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The problem with performing while COVID positive.

A large concert venue with an arched roof and people slowly filling the venue.
Laura Pettenuzzo

Jun 25, 2024

COVID is not over. I feel like I should get that on a T-shirt, based on how often I find myself growling it as I scroll through social media. People are still catching it and spreading it, with nary a thought for the personal and societal consequences. The “personal responsibility” narrative tells us that we’re all in charge of our own health and the choices we make around it, which is true. But there’s a limit to the effectiveness of personal responsibility when nobody else seems to give a damn.

Take Lady Gaga, for instance. As part of the promotion of her latest concert film, Chromatica, Gaga revealed that she had COVID during 5 of her shows.

According to a video uploaded to social media, she shared her condition with everyone on her team, and said, “I don’t want anyone to feel uncomfortable at work. You don’t have to perform, and you don’t have to work that day.” She added, in justification of her decision “The way that I saw it is the fans are all putting themselves in harm’s way every day coming to the show.”

There’s so much wrong with Gaga’s statement and the crowd’s enthusiastic response that I barely know where to begin.

Performing while infectious was a danger to her own well-being. Strenuous exercise is the worst thing anyone can do during the acute phase of COVID-19 infection and is the biggest risk for Long COVID.

As well as demonstrating no understanding of the potential impact on her own health, she was entirely too blasé about the risk for her staff and fans.

The view of a concert from the audience, partly via the audience member filming the concert on a smartphone.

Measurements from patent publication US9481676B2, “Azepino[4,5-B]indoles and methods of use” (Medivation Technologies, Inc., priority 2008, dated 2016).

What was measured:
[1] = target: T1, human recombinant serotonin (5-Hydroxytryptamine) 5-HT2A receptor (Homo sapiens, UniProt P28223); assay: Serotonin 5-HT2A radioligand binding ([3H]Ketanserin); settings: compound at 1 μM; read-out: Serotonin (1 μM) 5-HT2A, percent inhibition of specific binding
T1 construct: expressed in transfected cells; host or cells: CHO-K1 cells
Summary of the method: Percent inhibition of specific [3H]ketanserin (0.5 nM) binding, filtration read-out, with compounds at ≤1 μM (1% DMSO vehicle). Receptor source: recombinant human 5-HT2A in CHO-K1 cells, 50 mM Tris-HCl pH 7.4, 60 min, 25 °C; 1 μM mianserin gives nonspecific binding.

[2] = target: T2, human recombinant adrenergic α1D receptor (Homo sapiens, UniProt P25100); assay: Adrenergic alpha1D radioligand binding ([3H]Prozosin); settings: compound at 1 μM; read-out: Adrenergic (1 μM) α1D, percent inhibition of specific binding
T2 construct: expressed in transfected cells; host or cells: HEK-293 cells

She gave her staff the illusion of choice by saying that they didn’t have to work, despite the clear power imbalance between her and them. And her fans got no choice at all. Yes, they’re taking a risk by going to such a big event but there’s a difference between the possibility of exposure and the knowledge that a performer is infectious. It’s knowledge that might have led some of her fans to skip the show.

Gaga’s choice is at odds with who she purports to be. Gaga lives with fibromyalgia, an experience she has described as causing “this incredible intense pain throughout my entire body.” She is also a fierce advocate for marginalised communities.

At the beginning of the pandemic in 2020, Gaga organised and performed at an event to raise money for COVID testing and treatment.

Now, as the pandemic continues, she boasts about exposing her fans to it. She didn’t want to cancel her shows and “let them down,” but she’s happy to expose them to a virus that could leave them permanently disabled or dead? Something doesn’t add up.

Gaga’s decision reveals much about her personal values and those of wider society. Working through COVID infection and praising people who do as if it is just a cold directly contradicts a growing body of scientific evidence and puts all of us – particularly immunocompromised people – at risk.

This piece is not a personal attack on Lady Gaga. She’s likely not the only performer to work while COVID positive. She just seems to be the only one boasting about it.

COVID is not over, and Lady Gaga and the rest of the world have a responsibility to act like it.